In conversation with Bussey Building artists Frances Hogg, Ines Ferdandez de Cordova, and Grizelda Kitching, about the perks of sharing an art studio.

Many people share studios inside Bussey Building, with groups of designers, artists and costume makers building communities within their studios. Some have been making work together for over a decade.

Artists learn and feed off their peers in organised critiques at art school, and often this act of bouncing off each other becomes a compulsory part of their creative process. Sharing a studio with peers can be the perfect way to continue this art school dynamic, long after becoming a professional artist.

Frances Hogg, Ines Ferdandez de Cordova, and Grizelda Kitching are three artists who have known each other since University, and, as of a few months ago, moved into the studio of their friend and previous Bussey resident, Guy Allen.

How do you know each other?

Frances Hogg:  We have lived in South East London for the best part of ten years now. We met during our time studying at Camberwell College of Arts, and since studying together have remained good friends. I was in another studio in Bussey along the corridor, but when I heard Ines and Griz were getting a space a few doors down, I was excited to get on board as a great admirer of both of their practices. We’ve only been in the space since September, but we are enjoying being back in a shared environment like we were in college. I feel like we still have a lot to learn about each other’s practices and are fortunate to bring very different disciplines to the table.

How does your art benefit from sharing a studio?

Grizelda Kitching:  It’s great sharing a studio but actually because of our individual work commitments we’re very rarely all in the studio at the same time! We moved in at the start of September, the weekend before Peckham Festival and our Open Studios, which was perfect timing allowing us to have the opportunity to explore everyone’s spaces and meet people. Our process and practices all differ but compliment each other as a whole in the studio. It is so beneficial having a working space alongside each other; a dedicated art work studio space is exactly what I needed. We are all really looking forward to exploring and creating new work.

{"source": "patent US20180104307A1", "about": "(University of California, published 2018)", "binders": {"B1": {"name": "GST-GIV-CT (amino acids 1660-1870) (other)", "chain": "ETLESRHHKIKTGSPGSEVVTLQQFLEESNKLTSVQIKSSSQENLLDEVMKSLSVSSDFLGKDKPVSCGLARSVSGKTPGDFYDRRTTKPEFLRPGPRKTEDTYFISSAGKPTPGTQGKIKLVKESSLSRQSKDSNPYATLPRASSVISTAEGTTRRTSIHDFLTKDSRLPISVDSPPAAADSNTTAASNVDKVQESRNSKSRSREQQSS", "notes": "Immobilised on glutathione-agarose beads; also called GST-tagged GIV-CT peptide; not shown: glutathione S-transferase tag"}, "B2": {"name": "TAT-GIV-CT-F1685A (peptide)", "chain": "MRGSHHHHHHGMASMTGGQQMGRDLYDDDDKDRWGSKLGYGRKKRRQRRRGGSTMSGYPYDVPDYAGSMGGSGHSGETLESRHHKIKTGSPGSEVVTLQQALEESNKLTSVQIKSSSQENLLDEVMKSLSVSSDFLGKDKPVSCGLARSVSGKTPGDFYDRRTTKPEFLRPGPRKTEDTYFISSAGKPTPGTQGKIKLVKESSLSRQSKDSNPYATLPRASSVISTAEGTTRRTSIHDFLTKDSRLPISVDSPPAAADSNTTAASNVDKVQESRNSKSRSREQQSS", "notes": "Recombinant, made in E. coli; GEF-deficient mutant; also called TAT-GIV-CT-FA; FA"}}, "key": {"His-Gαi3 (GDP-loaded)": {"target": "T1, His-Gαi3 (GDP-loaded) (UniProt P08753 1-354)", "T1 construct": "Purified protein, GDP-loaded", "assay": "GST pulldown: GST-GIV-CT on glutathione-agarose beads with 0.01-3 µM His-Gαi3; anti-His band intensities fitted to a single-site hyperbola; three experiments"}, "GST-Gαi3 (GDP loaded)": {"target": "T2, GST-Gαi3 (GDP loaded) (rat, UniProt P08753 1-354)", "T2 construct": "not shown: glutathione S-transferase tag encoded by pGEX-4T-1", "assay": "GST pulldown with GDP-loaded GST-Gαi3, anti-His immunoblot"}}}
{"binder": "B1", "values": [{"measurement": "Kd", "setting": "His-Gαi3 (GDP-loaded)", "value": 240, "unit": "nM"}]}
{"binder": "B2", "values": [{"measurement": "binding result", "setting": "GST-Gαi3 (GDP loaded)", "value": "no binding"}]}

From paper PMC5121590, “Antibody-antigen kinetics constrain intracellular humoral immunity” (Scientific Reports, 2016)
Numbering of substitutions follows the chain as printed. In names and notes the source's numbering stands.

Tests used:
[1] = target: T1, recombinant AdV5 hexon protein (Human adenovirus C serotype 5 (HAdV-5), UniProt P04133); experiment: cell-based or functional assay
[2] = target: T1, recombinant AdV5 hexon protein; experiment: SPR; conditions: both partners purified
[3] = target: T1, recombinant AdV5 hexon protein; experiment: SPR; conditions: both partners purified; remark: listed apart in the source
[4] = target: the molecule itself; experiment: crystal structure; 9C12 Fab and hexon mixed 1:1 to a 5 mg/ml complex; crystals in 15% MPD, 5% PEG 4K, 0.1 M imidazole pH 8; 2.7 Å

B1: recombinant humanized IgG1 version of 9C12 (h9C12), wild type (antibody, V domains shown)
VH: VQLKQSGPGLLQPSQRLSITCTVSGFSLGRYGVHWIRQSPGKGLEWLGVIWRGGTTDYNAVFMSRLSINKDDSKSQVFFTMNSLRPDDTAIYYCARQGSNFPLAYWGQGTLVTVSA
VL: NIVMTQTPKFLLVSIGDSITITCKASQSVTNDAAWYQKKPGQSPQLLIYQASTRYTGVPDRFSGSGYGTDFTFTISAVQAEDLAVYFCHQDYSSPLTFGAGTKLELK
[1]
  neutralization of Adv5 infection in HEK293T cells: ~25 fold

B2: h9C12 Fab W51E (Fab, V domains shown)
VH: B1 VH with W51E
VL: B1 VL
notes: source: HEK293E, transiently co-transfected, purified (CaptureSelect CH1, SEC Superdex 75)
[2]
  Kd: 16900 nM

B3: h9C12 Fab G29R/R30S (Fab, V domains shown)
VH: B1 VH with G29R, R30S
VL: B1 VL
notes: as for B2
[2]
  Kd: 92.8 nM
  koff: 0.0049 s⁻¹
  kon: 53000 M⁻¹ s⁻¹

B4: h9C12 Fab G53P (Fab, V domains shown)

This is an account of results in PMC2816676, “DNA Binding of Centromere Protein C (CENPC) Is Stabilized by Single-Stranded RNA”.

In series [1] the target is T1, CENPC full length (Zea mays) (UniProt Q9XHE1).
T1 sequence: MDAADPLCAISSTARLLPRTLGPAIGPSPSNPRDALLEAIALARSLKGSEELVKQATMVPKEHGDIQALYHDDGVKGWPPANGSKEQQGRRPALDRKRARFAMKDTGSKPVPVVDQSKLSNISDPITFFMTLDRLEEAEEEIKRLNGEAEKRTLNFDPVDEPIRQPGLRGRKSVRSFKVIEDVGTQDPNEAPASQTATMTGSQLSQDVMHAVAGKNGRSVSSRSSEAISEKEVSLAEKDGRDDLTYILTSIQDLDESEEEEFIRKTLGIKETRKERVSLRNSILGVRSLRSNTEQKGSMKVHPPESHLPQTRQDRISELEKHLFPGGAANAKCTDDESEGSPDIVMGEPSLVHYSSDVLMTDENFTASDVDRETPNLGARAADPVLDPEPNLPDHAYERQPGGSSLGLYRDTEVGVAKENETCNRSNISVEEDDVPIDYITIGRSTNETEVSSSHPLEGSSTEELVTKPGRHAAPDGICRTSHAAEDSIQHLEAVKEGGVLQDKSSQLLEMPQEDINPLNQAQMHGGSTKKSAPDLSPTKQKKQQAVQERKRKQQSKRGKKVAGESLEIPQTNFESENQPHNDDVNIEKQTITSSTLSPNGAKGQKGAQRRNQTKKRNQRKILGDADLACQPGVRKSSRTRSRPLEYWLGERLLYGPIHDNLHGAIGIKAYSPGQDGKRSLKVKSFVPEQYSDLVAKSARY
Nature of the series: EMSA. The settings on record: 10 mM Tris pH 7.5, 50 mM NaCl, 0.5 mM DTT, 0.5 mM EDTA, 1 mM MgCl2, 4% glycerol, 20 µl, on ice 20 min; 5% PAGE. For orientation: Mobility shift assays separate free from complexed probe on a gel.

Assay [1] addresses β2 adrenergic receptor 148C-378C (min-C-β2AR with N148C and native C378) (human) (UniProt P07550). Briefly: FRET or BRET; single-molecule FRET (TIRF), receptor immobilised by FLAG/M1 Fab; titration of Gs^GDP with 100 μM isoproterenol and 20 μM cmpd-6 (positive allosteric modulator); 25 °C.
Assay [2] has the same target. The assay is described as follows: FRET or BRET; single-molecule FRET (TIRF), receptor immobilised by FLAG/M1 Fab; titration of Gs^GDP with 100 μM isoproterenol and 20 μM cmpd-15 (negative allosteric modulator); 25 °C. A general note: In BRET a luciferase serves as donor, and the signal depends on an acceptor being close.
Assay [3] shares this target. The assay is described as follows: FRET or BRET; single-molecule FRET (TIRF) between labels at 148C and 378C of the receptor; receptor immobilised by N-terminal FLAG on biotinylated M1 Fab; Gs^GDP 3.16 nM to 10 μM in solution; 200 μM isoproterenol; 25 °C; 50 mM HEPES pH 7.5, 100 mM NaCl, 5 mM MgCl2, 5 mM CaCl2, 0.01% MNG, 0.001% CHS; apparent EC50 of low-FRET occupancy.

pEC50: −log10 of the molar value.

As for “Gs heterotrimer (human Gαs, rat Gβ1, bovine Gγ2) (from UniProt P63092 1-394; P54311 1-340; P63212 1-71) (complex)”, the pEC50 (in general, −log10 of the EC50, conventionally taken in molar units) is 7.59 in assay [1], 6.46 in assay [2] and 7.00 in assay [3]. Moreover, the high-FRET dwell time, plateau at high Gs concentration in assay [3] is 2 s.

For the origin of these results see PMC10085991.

Frances Hogg:  Being an artist living in London is always full of challenges, with the high rent studio spaces as well as spaces being turned into residential property. I feel very fortunate to be in a space at Bussey Building with such good friends who share a common ground. My practice is very studio-led, as I often work on the floor or directly on large canvases, so having a space to learn through making is important. Although being limited with the amount of space at times, working in a shared studio has really benefited my practice; it has helped propel me and make me more proactive with my work. Having continuous positive and constructive feedback keeps me determined in my own perspective and allows me to generate new ideas. I love it when I see new work displayed around Ines & Gris’ in the studio; it immediately helps me focus on making my work and learning new ways of approaching an idea. It also helps me broaden my practice to become more multi-disciplinary. As well as the day to day benefits of working together, sharing a studio can develop a shared public consciousness with your work, help alleviate a level of insecurity and prepare you for exhibitions. It is also great for artist references and keeping up to date with current exhibitions and open evenings.